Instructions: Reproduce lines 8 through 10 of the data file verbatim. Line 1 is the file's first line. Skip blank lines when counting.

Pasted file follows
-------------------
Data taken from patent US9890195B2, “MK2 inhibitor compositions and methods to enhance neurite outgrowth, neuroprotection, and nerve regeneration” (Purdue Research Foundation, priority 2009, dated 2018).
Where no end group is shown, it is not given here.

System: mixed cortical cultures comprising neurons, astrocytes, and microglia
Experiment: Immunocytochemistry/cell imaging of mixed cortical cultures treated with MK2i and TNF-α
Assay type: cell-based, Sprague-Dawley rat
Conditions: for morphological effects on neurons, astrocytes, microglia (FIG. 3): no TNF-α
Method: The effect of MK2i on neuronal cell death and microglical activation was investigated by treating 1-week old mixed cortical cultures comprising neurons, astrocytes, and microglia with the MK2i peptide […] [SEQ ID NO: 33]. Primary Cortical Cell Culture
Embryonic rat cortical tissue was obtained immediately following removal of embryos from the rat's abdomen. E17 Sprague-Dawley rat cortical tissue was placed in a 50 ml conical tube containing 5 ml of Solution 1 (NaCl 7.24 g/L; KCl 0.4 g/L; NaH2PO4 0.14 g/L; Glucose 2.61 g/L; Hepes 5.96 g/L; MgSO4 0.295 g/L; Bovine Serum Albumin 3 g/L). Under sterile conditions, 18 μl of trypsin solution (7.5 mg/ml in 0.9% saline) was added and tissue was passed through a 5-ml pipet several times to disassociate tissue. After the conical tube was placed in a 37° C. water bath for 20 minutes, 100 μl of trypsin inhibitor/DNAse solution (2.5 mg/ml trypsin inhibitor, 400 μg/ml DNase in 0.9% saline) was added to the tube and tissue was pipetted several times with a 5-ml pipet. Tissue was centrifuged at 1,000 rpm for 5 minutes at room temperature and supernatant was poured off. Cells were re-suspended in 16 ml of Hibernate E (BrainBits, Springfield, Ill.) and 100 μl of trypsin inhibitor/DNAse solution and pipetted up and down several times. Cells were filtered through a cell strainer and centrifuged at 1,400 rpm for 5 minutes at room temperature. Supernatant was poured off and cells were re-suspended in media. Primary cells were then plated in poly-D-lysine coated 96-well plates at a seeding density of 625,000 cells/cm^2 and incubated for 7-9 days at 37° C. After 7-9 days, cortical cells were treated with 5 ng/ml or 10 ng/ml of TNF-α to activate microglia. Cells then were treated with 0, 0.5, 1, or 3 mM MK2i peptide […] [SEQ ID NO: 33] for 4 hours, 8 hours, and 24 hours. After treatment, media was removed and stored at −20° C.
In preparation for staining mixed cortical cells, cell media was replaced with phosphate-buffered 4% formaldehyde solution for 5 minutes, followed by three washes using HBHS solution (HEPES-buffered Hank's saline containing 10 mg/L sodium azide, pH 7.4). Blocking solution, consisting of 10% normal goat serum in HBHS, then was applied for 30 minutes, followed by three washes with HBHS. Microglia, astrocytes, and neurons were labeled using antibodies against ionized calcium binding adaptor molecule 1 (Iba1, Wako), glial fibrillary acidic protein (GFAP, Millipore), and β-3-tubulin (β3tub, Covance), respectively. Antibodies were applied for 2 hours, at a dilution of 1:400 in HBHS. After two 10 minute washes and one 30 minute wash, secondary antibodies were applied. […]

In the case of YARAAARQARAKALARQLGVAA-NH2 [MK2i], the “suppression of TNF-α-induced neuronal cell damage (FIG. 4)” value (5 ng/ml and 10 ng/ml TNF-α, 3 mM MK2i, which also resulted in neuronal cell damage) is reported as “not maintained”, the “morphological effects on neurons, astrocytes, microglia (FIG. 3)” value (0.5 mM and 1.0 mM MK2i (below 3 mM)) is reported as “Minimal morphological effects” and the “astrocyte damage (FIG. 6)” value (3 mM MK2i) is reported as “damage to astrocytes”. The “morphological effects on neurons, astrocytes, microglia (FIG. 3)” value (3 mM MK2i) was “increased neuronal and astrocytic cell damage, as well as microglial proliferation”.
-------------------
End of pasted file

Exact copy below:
Embryonic rat cortical tissue was obtained immediately following removal of embryos from the rat's abdomen. E17 Sprague-Dawley rat cortical tissue was placed in a 50 ml conical tube containing 5 ml of Solution 1 (NaCl 7.24 g/L; KCl 0.4 g/L; NaH2PO4 0.14 g/L; Glucose 2.61 g/L; Hepes 5.96 g/L; MgSO4 0.295 g/L; Bovine Serum Albumin 3 g/L). Under sterile conditions, 18 μl of trypsin solution (7.5 mg/ml in 0.9% saline) was added and tissue was passed through a 5-ml pipet several times to disassociate tissue. After the conical tube was placed in a 37° C. water bath for 20 minutes, 100 μl of trypsin inhibitor/DNAse solution (2.5 mg/ml trypsin inhibitor, 400 μg/ml DNase in 0.9% saline) was added to the tube and tissue was pipetted several times with a 5-ml pipet. Tissue was centrifuged at 1,000 rpm for 5 minutes at room temperature and supernatant was poured off. Cells were re-suspended in 16 ml of Hibernate E (BrainBits, Springfield, Ill.) and 100 μl of trypsin inhibitor/DNAse solution and pipetted up and down several times. Cells were filtered through a cell strainer and centrifuged at 1,400 rpm for 5 minutes at room temperature. Supernatant was poured off and cells were re-suspended in media. Primary cells were then plated in poly-D-lysine coated 96-well plates at a seeding density of 625,000 cells/cm^2 and incubated for 7-9 days at 37° C. After 7-9 days, cortical cells were treated with 5 ng/ml or 10 ng/ml of TNF-α to activate microglia. Cells then were treated with 0, 0.5, 1, or 3 mM MK2i peptide […] [SEQ ID NO: 33] for 4 hours, 8 hours, and 24 hours. After treatment, media was removed and stored at −20° C.
In preparation for staining mixed cortical cells, cell media was replaced with phosphate-buffered 4% formaldehyde solution for 5 minutes, followed by three washes using HBHS solution (HEPES-buffered Hank's saline containing 10 mg/L sodium azide, pH 7.4). Blocking solution, consisting of 10% normal goat serum in HBHS, then was applied for 30 minutes, followed by three washes with HBHS. Microglia, astrocytes, and neurons were labeled using antibodies against ionized calcium binding adaptor molecule 1 (Iba1, Wako), glial fibrillary acidic protein (GFAP, Millipore), and β-3-tubulin (β3tub, Covance), respectively. Antibodies were applied for 2 hours, at a dilution of 1:400 in HBHS. After two 10 minute washes and one 30 minute wash, secondary antibodies were applied. […]

In the case of YARAAARQARAKALARQLGVAA-NH2 [MK2i], the “suppression of TNF-α-induced neuronal cell damage (FIG. 4)” value (5 ng/ml and 10 ng/ml TNF-α, 3 mM MK2i, which also resulted in neuronal cell damage) is reported as “not maintained”, the “morphological effects on neurons, astrocytes, microglia (FIG. 3)” value (0.5 mM and 1.0 mM MK2i (below 3 mM)) is reported as “Minimal morphological effects” and the “astrocyte damage (FIG. 6)” value (3 mM MK2i) is reported as “damage to astrocytes”. The “morphological effects on neurons, astrocytes, microglia (FIG. 3)” value (3 mM MK2i) was “increased neuronal and astrocytic cell damage, as well as microglial proliferation”.